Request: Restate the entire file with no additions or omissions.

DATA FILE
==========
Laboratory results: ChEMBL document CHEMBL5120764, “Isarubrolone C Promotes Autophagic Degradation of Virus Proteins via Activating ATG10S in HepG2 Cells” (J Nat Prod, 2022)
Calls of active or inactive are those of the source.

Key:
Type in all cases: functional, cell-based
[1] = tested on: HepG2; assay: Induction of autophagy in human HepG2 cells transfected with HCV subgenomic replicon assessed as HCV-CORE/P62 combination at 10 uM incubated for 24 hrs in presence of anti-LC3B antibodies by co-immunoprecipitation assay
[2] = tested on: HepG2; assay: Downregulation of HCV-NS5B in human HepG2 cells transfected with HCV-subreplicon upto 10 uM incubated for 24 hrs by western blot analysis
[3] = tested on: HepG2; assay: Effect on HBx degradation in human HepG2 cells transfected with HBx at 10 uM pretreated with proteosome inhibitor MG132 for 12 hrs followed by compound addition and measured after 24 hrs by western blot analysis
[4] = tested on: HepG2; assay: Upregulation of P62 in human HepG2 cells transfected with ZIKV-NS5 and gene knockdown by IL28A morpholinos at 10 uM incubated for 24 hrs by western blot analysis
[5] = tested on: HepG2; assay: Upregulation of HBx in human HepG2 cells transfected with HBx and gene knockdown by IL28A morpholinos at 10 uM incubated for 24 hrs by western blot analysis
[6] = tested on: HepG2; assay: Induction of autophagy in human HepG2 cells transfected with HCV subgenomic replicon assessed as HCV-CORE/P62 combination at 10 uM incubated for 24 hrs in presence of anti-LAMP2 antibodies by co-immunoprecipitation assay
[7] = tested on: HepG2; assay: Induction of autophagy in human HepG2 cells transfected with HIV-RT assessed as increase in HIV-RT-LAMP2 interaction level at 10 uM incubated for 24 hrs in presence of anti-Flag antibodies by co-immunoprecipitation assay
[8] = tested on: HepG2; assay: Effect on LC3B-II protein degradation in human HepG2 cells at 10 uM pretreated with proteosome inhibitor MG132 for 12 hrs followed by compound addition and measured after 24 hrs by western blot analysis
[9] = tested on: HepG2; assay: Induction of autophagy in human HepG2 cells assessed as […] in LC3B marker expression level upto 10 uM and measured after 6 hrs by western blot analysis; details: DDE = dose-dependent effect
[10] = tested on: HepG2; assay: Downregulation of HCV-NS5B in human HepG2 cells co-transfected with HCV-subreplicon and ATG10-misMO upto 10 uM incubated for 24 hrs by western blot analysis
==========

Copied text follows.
Laboratory results: ChEMBL document CHEMBL5120764, “Isarubrolone C Promotes Autophagic Degradation of Virus Proteins via Activating ATG10S in HepG2 Cells” (J Nat Prod, 2022)
Calls of active or inactive are those of the source.

Key:
Type in all cases: functional, cell-based
[1] = tested on: HepG2; assay: Induction of autophagy in human HepG2 cells transfected with HCV subgenomic replicon assessed as HCV-CORE/P62 combination at 10 uM incubated for 24 hrs in presence of anti-LC3B antibodies by co-immunoprecipitation assay
[2] = tested on: HepG2; assay: Downregulation of HCV-NS5B in human HepG2 cells transfected with HCV-subreplicon upto 10 uM incubated for 24 hrs by western blot analysis
[3] = tested on: HepG2; assay: Effect on HBx degradation in human HepG2 cells transfected with HBx at 10 uM pretreated with proteosome inhibitor MG132 for 12 hrs followed by compound addition and measured after 24 hrs by western blot analysis
[4] = tested on: HepG2; assay: Upregulation of P62 in human HepG2 cells transfected with ZIKV-NS5 and gene knockdown by IL28A morpholinos at 10 uM incubated for 24 hrs by western blot analysis
[5] = tested on: HepG2; assay: Upregulation of HBx in human HepG2 cells transfected with HBx and gene knockdown by IL28A morpholinos at 10 uM incubated for 24 hrs by western blot analysis
[6] = tested on: HepG2; assay: Induction of autophagy in human HepG2 cells transfected with HCV subgenomic replicon assessed as HCV-CORE/P62 combination at 10 uM incubated for 24 hrs in presence of anti-LAMP2 antibodies by co-immunoprecipitation assay
[7] = tested on: HepG2; assay: Induction of autophagy in human HepG2 cells transfected with HIV-RT assessed as increase in HIV-RT-LAMP2 interaction level at 10 uM incubated for 24 hrs in presence of anti-Flag antibodies by co-immunoprecipitation assay
[8] = tested on: HepG2; assay: Effect on LC3B-II protein degradation in human HepG2 cells at 10 uM pretreated with proteosome inhibitor MG132 for 12 hrs followed by compound addition and measured after 24 hrs by western blot analysis
[9] = tested on: HepG2; assay: Induction of autophagy in human HepG2 cells assessed as […] in LC3B marker expression level upto 10 uM and measured after 6 hrs by western blot analysis; details: DDE = dose-dependent effect
[10] = tested on: HepG2; assay: Downregulation of HCV-NS5B in human HepG2 cells co-transfected with HCV-subreplicon and ATG10-misMO upto 10 uM incubated for 24 hrs by western blot analysis